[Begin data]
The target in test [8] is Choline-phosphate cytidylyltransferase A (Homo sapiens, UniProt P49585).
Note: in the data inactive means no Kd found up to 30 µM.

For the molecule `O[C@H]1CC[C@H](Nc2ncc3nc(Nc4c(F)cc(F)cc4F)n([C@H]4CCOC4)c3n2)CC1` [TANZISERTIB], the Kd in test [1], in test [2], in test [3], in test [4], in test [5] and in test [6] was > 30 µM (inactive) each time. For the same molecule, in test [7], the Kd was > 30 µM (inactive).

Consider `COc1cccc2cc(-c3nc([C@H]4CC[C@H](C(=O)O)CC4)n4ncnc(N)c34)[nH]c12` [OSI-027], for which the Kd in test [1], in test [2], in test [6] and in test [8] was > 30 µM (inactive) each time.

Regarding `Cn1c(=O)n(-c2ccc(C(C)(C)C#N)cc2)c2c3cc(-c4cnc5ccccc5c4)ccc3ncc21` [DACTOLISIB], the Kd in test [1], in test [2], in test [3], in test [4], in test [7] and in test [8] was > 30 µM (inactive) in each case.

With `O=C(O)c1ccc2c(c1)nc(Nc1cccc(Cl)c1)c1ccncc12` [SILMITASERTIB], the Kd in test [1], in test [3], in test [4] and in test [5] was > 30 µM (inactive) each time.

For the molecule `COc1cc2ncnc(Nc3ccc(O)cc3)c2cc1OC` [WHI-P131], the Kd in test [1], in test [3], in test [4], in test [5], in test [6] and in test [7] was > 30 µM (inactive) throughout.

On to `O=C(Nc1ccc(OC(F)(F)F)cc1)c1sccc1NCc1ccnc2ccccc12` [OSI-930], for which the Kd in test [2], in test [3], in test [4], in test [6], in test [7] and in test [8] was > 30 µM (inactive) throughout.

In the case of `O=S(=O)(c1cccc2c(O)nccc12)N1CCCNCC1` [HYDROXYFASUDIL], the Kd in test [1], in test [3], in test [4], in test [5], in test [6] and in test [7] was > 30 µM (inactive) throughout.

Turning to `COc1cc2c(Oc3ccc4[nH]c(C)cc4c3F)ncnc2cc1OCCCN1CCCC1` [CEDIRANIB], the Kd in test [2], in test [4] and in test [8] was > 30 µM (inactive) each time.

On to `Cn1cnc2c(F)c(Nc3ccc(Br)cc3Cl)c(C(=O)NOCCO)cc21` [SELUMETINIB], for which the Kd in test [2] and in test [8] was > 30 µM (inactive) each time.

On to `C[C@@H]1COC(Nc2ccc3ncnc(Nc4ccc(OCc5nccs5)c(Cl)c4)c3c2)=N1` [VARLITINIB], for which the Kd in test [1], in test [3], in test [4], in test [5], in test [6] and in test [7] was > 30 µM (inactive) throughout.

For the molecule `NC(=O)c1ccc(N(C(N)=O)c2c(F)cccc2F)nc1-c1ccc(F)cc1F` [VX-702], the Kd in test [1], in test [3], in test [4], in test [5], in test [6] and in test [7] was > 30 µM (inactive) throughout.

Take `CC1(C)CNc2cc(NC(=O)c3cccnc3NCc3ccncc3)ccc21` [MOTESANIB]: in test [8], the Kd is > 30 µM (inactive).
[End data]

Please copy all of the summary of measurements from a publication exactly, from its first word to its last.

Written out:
The target in test [8] is Choline-phosphate cytidylyltransferase A (Homo sapiens, UniProt P49585).
Note: in the data inactive means no Kd found up to 30 µM.

For the molecule `O[C@H]1CC[C@H](Nc2ncc3nc(Nc4c(F)cc(F)cc4F)n([C@H]4CCOC4)c3n2)CC1` [TANZISERTIB], the Kd in test [1], in test [2], in test [3], in test [4], in test [5] and in test [6] was > 30 µM (inactive) each time. For the same molecule, in test [7], the Kd was > 30 µM (inactive).

Consider `COc1cccc2cc(-c3nc([C@H]4CC[C@H](C(=O)O)CC4)n4ncnc(N)c34)[nH]c12` [OSI-027], for which the Kd in test [1], in test [2], in test [6] and in test [8] was > 30 µM (inactive) each time.

Regarding `Cn1c(=O)n(-c2ccc(C(C)(C)C#N)cc2)c2c3cc(-c4cnc5ccccc5c4)ccc3ncc21` [DACTOLISIB], the Kd in test [1], in test [2], in test [3], in test [4], in test [7] and in test [8] was > 30 µM (inactive) in each case.

With `O=C(O)c1ccc2c(c1)nc(Nc1cccc(Cl)c1)c1ccncc12` [SILMITASERTIB], the Kd in test [1], in test [3], in test [4] and in test [5] was > 30 µM (inactive) each time.

For the molecule `COc1cc2ncnc(Nc3ccc(O)cc3)c2cc1OC` [WHI-P131], the Kd in test [1], in test [3], in test [4], in test [5], in test [6] and in test [7] was > 30 µM (inactive) throughout.

On to `O=C(Nc1ccc(OC(F)(F)F)cc1)c1sccc1NCc1ccnc2ccccc12` [OSI-930], for which the Kd in test [2], in test [3], in test [4], in test [6], in test [7] and in test [8] was > 30 µM (inactive) throughout.

In the case of `O=S(=O)(c1cccc2c(O)nccc12)N1CCCNCC1` [HYDROXYFASUDIL], the Kd in test [1], in test [3], in test [4], in test [5], in test [6] and in test [7] was > 30 µM (inactive) throughout.

Turning to `COc1cc2c(Oc3ccc4[nH]c(C)cc4c3F)ncnc2cc1OCCCN1CCCC1` [CEDIRANIB], the Kd in test [2], in test [4] and in test [8] was > 30 µM (inactive) each time.

On to `Cn1cnc2c(F)c(Nc3ccc(Br)cc3Cl)c(C(=O)NOCCO)cc21` [SELUMETINIB], for which the Kd in test [2] and in test [8] was > 30 µM (inactive) each time.

On to `C[C@@H]1COC(Nc2ccc3ncnc(Nc4ccc(OCc5nccs5)c(Cl)c4)c3c2)=N1` [VARLITINIB], for which the Kd in test [1], in test [3], in test [4], in test [5], in test [6] and in test [7] was > 30 µM (inactive) throughout.

For the molecule `NC(=O)c1ccc(N(C(N)=O)c2c(F)cccc2F)nc1-c1ccc(F)cc1F` [VX-702], the Kd in test [1], in test [3], in test [4], in test [5], in test [6] and in test [7] was > 30 µM (inactive) throughout.

Take `CC1(C)CNc2cc(NC(=O)c3cccnc3NCc3ccncc3)ccc21` [MOTESANIB]: in test [8], the Kd is > 30 µM (inactive).